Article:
New Rules of Engagement
by Mordecai Holtz
In an age when we the Jewish youth are being influenced by a bastion of sources of media and technology, the Jewish people cannot afford to show a disjointed front towards the future. Today’s Jewish youth, according to Dr. Steven Cohen, view the current Jewish practices and, it would seem, modern Jewish leaders as their role models, as autonomous, boring, bland, coercive, and divisive (aka A, B, C, D according to Dr. Cohen). The teen’s outlook on Jewish practices depicts a frighteningly dismal picture for the future of the Jewish people. [Click here for Dr. Cohen’s recent article in the JCPA].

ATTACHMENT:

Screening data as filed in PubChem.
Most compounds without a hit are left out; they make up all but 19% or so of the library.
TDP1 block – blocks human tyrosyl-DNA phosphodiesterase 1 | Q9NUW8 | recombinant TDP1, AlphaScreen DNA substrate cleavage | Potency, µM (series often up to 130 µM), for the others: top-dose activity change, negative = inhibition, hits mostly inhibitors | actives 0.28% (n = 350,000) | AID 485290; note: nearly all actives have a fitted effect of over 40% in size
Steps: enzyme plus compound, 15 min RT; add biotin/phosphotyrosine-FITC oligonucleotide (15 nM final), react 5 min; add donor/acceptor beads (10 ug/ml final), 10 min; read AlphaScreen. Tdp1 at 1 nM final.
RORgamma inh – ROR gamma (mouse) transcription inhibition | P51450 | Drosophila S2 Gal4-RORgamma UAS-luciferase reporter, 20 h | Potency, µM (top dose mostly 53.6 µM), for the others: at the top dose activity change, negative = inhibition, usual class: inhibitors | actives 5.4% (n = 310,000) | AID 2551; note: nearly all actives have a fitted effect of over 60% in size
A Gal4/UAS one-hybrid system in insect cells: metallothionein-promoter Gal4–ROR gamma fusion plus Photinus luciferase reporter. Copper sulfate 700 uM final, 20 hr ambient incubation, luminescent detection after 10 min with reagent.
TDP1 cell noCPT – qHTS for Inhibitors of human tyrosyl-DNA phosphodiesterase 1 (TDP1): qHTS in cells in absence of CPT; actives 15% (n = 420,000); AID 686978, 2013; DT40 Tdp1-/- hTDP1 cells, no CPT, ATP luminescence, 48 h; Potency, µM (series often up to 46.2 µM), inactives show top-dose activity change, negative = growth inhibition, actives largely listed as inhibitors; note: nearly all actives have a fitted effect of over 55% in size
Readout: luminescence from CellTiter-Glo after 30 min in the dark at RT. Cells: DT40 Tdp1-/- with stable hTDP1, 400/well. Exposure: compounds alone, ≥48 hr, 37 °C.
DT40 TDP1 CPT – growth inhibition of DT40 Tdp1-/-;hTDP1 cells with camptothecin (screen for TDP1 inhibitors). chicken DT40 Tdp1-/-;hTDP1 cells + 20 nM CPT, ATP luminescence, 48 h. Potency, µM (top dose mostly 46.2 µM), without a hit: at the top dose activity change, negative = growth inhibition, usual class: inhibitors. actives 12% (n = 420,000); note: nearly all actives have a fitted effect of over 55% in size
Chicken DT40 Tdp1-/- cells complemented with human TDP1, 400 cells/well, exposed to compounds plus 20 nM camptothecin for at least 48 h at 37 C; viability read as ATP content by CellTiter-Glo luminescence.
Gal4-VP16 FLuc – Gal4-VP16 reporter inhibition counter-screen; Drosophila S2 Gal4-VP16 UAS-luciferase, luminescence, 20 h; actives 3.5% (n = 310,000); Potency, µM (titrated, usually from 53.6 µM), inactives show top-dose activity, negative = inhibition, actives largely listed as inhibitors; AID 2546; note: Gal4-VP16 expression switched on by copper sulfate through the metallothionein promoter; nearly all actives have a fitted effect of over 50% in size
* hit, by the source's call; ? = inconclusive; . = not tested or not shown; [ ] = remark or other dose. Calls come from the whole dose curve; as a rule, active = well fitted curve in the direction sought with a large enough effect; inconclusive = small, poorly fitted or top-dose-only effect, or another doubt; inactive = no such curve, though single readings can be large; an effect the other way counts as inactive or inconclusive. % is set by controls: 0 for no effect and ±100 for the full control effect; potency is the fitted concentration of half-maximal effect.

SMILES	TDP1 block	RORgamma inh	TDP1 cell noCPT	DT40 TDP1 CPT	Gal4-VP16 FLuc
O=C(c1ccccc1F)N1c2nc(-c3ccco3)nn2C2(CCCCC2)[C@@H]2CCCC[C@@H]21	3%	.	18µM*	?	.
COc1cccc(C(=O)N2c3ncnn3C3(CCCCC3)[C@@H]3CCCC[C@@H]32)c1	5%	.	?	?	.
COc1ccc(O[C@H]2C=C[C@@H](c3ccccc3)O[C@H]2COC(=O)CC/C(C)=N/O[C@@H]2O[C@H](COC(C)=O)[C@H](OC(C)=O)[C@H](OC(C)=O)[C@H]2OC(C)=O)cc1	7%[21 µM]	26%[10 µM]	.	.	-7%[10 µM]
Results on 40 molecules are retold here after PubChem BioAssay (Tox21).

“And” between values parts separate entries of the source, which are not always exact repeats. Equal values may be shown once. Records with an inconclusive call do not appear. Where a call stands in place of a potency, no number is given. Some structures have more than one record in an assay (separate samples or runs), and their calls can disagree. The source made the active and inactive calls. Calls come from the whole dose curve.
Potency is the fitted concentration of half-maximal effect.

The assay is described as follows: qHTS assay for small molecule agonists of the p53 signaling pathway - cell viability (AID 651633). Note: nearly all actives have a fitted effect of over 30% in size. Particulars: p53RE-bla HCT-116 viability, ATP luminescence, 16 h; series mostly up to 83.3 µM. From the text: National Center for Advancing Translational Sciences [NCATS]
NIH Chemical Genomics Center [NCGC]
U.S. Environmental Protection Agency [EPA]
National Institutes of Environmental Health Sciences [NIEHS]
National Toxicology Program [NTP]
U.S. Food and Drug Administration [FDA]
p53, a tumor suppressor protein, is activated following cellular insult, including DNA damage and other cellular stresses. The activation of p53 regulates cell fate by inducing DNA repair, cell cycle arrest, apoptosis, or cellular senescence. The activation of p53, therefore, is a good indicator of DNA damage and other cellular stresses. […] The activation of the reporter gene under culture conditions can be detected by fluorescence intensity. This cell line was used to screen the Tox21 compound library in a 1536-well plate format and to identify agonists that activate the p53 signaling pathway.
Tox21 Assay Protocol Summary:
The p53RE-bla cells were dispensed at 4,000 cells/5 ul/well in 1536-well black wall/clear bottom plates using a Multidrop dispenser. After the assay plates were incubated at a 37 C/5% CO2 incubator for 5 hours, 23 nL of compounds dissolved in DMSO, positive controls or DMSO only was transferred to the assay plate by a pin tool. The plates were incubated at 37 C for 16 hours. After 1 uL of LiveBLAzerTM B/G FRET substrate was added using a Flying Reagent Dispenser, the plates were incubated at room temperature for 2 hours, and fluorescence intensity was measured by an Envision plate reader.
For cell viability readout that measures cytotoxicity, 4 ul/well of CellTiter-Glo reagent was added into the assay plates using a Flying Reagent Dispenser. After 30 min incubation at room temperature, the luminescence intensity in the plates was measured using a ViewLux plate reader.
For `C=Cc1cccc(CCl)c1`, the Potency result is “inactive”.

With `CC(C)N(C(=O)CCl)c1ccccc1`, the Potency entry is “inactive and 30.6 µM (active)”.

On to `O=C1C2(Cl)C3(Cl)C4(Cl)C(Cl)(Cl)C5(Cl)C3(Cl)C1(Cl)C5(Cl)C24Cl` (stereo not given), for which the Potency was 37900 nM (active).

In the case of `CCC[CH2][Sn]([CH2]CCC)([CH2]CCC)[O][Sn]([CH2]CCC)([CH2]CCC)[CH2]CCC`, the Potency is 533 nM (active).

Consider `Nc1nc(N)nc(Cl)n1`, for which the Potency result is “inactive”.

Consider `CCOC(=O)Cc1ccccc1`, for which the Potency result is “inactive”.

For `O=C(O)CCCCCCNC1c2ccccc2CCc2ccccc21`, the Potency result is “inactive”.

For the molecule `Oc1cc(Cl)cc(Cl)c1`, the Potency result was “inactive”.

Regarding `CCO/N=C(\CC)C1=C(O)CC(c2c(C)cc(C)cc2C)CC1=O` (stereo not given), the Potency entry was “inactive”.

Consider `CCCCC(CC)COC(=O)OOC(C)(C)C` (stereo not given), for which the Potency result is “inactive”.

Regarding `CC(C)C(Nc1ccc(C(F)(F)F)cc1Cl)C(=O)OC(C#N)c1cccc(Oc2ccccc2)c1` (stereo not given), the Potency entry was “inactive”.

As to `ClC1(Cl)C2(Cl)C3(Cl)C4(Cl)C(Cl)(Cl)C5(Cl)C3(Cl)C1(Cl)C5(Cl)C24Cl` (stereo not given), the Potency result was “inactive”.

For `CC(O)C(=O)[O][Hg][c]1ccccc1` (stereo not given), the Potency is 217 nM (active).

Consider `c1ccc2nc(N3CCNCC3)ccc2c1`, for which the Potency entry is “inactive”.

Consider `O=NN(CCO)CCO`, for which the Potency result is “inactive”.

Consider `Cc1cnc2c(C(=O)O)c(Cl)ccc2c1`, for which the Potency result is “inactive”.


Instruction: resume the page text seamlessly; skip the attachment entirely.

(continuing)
In an attempt to refute our youth’s view of Jewish practices, Dr. Cohen has suggested a solution: applying Peter Berger’s theory (1979) regarding the adaptation of religious cultures to modernity. In light of the rapid and constantly evolving nature of the change, we cannot attempt to apply only one of Berger’s three archetype change models. Approaching the disparity with an isolated set of values is not only counterproductive; it will simply exacerbate and aggravate the problem. Rather, in an attempt to attract and appeal to the greatest common denominator and most diverse modern Jewish youth and in an effort to emerge positively, we, as Jewish leaders need to create a new set of regulations. The new set of rules must be, as Dr. Cohen suggests, an amalgamation of Berger’s three basic rules. Clearly, this unique mixture will focus on maintaining the basic Jewish principles which we all hold dear, namely Israel, Tikkun olam, goodwill, social action and awareness, and the Torah. These novel precepts, however, will require a much broader, more inclusive and unique definition and interdisciplinary approach thus ensuring that the fundamental values remain relevant and congruent with our youth’s vision and perceptions of Judaism.